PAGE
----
An attempt by a prominent black community group to reach out to Latinos by staging a Cinco de Mayo celebration has backfired, leading to public charges by a Latino group of racial insensitivity, and increased tension between black and Latino county employees.
The dispute began last week, when a Los Angeles County welfare official distributed a memo to department supervisors asking for names of staff members to attend the May 4 event sponsored by the Brotherhood Crusade, which often deals with welfare workers.
"The purpose of the event is to bridge the cultural gap that sometimes exists between the black and Hispanic communities throughout the county," the official, William A. Lee, chief of welfare payments, wrote. "They would like 60% of the 100 DPSS (Department of Public Social Services) employees invited to be of Hispanic descent."
Raul Nunez, president of the Chicano Employees Assn., which represents about 1,300 county workers, said in an interview Wednesday that he regarded the memo as an attempt to set a racial quota.
"I'm sure the motive of the Brotherhood Crusade might have been in the spirit of inter-group relationships, but they've got to be a hell of a lot more sensitive than that," he said. "How would they feel if we were to sponsor a Martin Luther King festival and say we wanted 60% of the people attending to be black?"
Surprised by Reaction
Leaders of the Brotherhood Crusade, a 20-year-old service organization to which many county employees contribute through a payroll deduction program, said they were surprised by both the 60% figure and the reaction to it.
"That was just a faux pax," said Danny Bakewell, Crusade president. "I've never heard that figure. There are no quotas involved. We consider ourselves to be very sensitive to the Hispanic community, and very indebted to them for their ongoing support of our organization."
Lee said the 60% figure was given to him by a Brotherhood Crusade staff member as a "target figure."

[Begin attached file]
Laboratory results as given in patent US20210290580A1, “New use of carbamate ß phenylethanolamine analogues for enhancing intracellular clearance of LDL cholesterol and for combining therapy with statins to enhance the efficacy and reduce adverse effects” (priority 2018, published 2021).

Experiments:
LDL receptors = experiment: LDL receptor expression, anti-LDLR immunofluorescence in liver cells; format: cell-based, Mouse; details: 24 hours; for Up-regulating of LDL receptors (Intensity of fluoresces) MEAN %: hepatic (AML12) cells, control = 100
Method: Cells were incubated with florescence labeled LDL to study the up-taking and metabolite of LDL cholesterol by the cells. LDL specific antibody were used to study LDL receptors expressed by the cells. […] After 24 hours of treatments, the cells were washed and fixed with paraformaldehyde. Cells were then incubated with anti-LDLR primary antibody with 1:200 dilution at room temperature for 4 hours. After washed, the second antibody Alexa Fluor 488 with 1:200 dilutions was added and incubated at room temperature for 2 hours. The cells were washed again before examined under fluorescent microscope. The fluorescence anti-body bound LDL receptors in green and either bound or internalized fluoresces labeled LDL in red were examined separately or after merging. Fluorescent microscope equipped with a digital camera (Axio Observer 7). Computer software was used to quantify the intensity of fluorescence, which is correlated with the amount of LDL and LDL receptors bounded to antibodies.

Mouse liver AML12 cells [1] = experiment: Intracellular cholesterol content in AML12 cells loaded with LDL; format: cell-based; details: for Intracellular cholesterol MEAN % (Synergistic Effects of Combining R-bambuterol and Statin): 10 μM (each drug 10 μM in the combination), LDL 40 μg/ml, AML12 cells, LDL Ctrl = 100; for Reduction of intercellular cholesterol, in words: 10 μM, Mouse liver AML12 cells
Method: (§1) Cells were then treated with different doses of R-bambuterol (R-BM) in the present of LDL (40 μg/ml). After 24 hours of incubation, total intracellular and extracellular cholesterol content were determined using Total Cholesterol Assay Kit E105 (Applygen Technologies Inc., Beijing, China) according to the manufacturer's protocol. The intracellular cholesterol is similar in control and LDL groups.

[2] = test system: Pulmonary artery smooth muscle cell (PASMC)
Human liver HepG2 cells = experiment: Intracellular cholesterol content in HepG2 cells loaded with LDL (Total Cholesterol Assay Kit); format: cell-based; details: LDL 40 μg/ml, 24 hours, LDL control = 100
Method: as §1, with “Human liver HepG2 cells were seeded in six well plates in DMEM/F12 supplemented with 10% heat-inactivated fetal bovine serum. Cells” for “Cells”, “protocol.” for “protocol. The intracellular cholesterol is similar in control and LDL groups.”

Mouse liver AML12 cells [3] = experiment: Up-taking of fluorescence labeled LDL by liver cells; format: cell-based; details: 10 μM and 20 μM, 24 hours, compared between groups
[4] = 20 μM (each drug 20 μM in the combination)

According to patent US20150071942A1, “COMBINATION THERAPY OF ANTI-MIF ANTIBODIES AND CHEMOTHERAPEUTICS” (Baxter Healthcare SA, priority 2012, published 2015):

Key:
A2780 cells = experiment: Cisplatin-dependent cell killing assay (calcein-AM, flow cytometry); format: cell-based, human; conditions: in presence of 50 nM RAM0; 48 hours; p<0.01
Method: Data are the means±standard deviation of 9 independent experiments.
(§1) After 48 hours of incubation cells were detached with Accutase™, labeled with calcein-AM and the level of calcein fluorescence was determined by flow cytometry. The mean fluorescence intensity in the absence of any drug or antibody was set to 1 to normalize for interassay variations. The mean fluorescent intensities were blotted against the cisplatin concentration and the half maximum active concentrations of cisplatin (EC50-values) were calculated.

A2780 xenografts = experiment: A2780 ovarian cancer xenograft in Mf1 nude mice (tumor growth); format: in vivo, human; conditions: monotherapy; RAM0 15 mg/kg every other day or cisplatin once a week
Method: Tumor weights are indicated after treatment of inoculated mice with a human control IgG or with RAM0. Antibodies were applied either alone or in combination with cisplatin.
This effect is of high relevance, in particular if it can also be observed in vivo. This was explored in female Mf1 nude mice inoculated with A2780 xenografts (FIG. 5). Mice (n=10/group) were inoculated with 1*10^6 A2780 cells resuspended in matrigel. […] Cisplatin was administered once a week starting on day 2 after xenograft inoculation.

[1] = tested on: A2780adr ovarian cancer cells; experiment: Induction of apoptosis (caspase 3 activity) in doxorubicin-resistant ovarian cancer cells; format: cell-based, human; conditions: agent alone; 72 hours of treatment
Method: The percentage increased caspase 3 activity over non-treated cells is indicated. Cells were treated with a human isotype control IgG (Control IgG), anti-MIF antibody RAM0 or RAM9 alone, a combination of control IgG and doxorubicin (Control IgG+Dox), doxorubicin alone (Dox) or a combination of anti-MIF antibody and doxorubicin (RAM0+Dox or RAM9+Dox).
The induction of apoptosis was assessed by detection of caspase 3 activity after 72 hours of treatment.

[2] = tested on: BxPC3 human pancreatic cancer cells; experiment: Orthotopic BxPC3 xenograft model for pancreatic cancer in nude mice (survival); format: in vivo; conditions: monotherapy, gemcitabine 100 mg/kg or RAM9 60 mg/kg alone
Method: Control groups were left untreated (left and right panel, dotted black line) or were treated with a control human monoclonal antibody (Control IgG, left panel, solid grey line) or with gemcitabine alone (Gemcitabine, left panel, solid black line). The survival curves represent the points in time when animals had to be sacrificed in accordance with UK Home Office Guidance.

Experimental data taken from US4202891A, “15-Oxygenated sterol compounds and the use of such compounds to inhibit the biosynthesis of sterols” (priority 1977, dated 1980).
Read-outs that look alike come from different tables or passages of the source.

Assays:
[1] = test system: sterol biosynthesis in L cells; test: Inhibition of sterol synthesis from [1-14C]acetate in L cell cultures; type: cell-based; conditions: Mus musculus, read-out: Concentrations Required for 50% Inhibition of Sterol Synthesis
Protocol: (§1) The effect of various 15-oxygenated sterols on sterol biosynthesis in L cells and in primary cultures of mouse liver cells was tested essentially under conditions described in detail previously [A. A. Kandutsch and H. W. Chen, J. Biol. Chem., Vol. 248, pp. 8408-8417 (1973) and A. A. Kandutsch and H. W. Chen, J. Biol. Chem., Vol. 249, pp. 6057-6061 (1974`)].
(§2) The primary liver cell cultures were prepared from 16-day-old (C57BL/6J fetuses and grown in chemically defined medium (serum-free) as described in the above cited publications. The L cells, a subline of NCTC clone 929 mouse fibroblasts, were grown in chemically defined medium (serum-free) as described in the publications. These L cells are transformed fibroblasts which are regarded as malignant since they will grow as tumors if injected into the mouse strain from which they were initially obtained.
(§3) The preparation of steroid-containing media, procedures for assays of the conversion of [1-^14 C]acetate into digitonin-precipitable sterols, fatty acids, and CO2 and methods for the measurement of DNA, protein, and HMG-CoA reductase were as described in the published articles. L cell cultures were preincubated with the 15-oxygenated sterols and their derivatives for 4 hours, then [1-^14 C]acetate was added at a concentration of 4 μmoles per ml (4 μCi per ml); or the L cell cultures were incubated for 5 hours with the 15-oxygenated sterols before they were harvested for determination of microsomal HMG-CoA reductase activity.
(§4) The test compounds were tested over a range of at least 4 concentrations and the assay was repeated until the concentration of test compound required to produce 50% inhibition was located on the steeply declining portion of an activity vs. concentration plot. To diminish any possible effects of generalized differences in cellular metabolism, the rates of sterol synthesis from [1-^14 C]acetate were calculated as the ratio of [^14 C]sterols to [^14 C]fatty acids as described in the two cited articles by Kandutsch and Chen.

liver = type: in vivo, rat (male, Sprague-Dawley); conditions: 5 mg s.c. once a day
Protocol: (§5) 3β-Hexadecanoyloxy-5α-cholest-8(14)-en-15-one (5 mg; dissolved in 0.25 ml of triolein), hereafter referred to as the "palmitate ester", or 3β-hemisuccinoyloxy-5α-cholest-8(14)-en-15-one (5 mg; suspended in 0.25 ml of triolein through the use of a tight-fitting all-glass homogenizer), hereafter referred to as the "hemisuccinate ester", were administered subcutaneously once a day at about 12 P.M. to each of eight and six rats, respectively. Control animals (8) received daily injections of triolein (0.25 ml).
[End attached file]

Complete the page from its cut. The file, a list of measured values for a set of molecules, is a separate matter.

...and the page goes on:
"I certainly didn't mean any offense by it," he said.
The Chicano Employees Assn. went so far as to send an attorney to the county counsel's office last Friday to threaten a lawsuit for misuse of public resources if Lee did not stop soliciting attendance for the festival-type event to be held the night of May 4 at the group's headquarters on East Slauson Avenue.
All county employees, as well as the public, are invited to the free event, officials said.
The lawsuit threat appeared to end with a new memo by Lee this week inviting all staff members to attend and to contact the Brotherhood Crusade directly.
The dispute exacerbates tensions raised in February by a county report that said Latinos are "considerably under-represented" among county employees. The report said Latinos represent 18.3% of county employees, but 27.6% of all people living in the county.
The Black Employees Assn. charges that the census data is skewed because it counts illegal immigrants. The Chicano Employees Assn. counters that blacks are over-represented because they compose 30% of the county work force, but make up 12.6% of the county population.
"It's been really tense," Nunez said, acknowledging that the Chicano Employees Assn. had voiced its anger over the Cinco de Mayo event to the news media before talking to the black groups involved. "They haven't called us and we haven't called them."